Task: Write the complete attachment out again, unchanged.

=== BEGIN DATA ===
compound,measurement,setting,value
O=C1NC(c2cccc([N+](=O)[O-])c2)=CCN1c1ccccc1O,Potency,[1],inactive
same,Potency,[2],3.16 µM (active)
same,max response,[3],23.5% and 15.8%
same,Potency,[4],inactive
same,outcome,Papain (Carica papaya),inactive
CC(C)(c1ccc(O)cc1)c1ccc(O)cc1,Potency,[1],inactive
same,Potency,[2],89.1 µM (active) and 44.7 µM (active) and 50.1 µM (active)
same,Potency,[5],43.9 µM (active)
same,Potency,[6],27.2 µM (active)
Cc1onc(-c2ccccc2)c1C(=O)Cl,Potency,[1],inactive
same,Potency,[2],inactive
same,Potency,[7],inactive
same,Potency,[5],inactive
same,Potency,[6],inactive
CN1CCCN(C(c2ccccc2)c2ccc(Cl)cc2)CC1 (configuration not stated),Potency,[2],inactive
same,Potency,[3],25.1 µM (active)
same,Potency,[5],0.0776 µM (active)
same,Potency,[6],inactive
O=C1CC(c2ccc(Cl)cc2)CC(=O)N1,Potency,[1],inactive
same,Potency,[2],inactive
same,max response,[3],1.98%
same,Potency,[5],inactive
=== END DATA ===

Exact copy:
compound,measurement,setting,value
O=C1NC(c2cccc([N+](=O)[O-])c2)=CCN1c1ccccc1O,Potency,[1],inactive
same,Potency,[2],3.16 µM (active)
same,max response,[3],23.5% and 15.8%
same,Potency,[4],inactive
same,outcome,Papain (Carica papaya),inactive
CC(C)(c1ccc(O)cc1)c1ccc(O)cc1,Potency,[1],inactive
same,Potency,[2],89.1 µM (active) and 44.7 µM (active) and 50.1 µM (active)
same,Potency,[5],43.9 µM (active)
same,Potency,[6],27.2 µM (active)
Cc1onc(-c2ccccc2)c1C(=O)Cl,Potency,[1],inactive
same,Potency,[2],inactive
same,Potency,[7],inactive
same,Potency,[5],inactive
same,Potency,[6],inactive
CN1CCCN(C(c2ccccc2)c2ccc(Cl)cc2)CC1 (configuration not stated),Potency,[2],inactive
same,Potency,[3],25.1 µM (active)
same,Potency,[5],0.0776 µM (active)
same,Potency,[6],inactive
O=C1CC(c2ccc(Cl)cc2)CC(=O)N1,Potency,[1],inactive
same,Potency,[2],inactive
same,max response,[3],1.98%
same,Potency,[5],inactive